Wednesday, August 28, 2019

Good News for Aldi Fans

Last night, the Greenport Planning Board approved the plan submitted by Greenport Land Partners (TRG) for a "new retail development" at Fairview Avenue and Healy Boulevard. Aldi will be the anchor store, and a new McDonald's the centerpiece. Two more stores, whose uses are still unknown, are also part of the plan. 

After the public hearing on the proposal was closed, acting town attorney Ken Dow read the lengthy resolution, which, among another things acknowledged that the project entailed the demolition of the Farrand House, once known as "The Pines," which the State Historic Preservation Office has determined to be eligible for listing in the National Register of Historic Places.

When a roll call vote was taken, only one member of the five-member Planning Board voted against approving the project. That lone dissenter was Peter Tenerowicz, who read a statement that detailed how the project would have significant negative impacts on the neighborhood, having to do with traffic, noise, light pollution, density of use, which could not be mitigated. The other four members of the board--Sandy Kipp, Michael Grisham, Ed Stiffler, and Robert MacGiffert--voted to approve the project, each acknowledging that it was not an ideal location but justifying their action by saying the town's comprehensive plan identified the "Route 9 corridor" as the place for retail development, congratulating themselves for doing a thorough review, and thanking the applicant for being cooperative. MacGiffert concluded, "The board should be proud of the way we all worked hard to make it as good as it could be."

Meanwhile, across the street in Fairview Plaza, owned by TRG, the developer for this new project, KD Hallmark is closing, and there seem to be more empty stores there than there are occupied stores. One of those stores, of course, is a former supermarket.


  1. It's worth noting that every penny spent in those corporate stores leaves our local economy and ends up in the pocket of investors elsewhere.

  2. I could be wrong, but I believe all franchises, to qualify to continue their partnership, must upgrade their property within a short window of opportunity. The new upgraded restaurants are vastly different from before.McDonald's Restaurants Ltd. pays its employees an average of $9.35 an hour. Hourly pay at McDonald's Restaurants Ltd. ranges from an average of $7.65 to $13.58 an hour."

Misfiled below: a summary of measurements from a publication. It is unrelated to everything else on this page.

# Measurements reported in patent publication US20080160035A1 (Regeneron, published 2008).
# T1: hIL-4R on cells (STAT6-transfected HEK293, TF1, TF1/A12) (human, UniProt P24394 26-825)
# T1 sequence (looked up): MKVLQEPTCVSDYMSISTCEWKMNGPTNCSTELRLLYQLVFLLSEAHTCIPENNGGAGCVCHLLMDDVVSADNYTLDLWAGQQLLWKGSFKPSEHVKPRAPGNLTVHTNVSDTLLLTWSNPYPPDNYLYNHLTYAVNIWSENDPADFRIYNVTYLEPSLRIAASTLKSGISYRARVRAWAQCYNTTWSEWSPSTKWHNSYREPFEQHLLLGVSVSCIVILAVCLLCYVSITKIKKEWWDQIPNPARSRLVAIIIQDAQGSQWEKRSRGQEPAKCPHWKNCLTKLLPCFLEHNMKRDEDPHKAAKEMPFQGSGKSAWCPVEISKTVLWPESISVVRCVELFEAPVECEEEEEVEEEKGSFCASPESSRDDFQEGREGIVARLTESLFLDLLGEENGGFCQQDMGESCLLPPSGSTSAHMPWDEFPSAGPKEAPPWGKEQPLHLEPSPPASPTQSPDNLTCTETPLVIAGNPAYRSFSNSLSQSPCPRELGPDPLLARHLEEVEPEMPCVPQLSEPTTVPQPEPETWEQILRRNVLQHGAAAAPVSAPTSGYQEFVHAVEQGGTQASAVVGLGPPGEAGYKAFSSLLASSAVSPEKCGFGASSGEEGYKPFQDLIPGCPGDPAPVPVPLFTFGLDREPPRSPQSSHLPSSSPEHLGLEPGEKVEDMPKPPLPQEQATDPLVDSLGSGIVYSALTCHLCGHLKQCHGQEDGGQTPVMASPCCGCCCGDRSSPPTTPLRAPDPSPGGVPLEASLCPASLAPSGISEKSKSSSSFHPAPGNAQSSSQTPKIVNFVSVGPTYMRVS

3. "Eligible for listing in the National Register of Historic Places",even tho eligible will it be demolished regardless?
    " as good as it could be" - like the traffic circle by the Rip Van Winkle? Sad and disappointing.

  4. Mr. Tenerowicz, it seems, is the lone voice of reason on that board. They can congratulate themselves all they want, but it's a really, really bad idea. Instead of renting out already existing space, they are tearing down historic structures to make more commercial development in an already overdeveloped strip of Route 9. That is a bad corner to add more traffic to, and it's very poor planning all round. Typical of Greenport, which has created the classically undesirable urban sprawl, and continues to make it worse.

  5. This is sad and a nightmare for those poor people living next to what will become yet another giant asphalt mess, another heat sink to accelerate the warming planet. People everywhere should be planting trees and plowing up as much asphalt as possible, not creating more. This is also totally unnecessary as there is a large amount of unused commercial property right across the street. The old shoprite, family dollar, and a few other empty spots in that plaza-- But it is more money in the pockets of developers.

    Be forewarned Hudson of anyone using the word "development". Take a trip to Long Island or New Jersey to see where this leads. There should be a moratorium on any new construction until every existing empty building is put into service.

    The application of asphalt also needs to be regulated. New asphalt lots should not be permitted without environmental review and simultaneous planting of enough trees to offset the heat sinking impact of the tar. Existing asphalt lots should be redesigned to allow for islands and rows of trees to mitigate the heat absorption.

  6. The closing of stores in Fairview Plaza gives lie to the claim of "Route 9 corridor" as the place for retail development. Question: did Greenport get Performance Bonds from the owners of these abandoned buildings to prevent them from becoming eyesores?

  7. Aldi's plaza will be empty then too, adding to the dereliction on Fairview. Really bad planning, but then Greenport.... Indeed that intersection will be one big mess. Goodbye "The Pines". Historic eligibility is not enough. Sad

  8. Really good comments. There are so very many vacant store fronts at every imaginable portion of this nondescript, poorly planned (if any) retail commercial district. It's simply a mess. It looks depressing which doesn't do anything to encourage shoppers. A fairly newer CVS is closed! Those large vacant messes could be reimagined if Greenport had any sense at all. Instead of a new Aldi center and a tear down of the historic house, their focus should be conversion development. ShopRite occupies prime real estate (and way too much treeless asphalt!). The group of stores across the street are all vacant too. Just that area alone could hold so much promise in revitalization with vision. Greenport history is one defined of no vision. This weak spot is what the board needs to address before any developments are in the works. Well designed much needed housing could be created. Even spaces for creative workshops and retail. Vision. I hope someone's listening.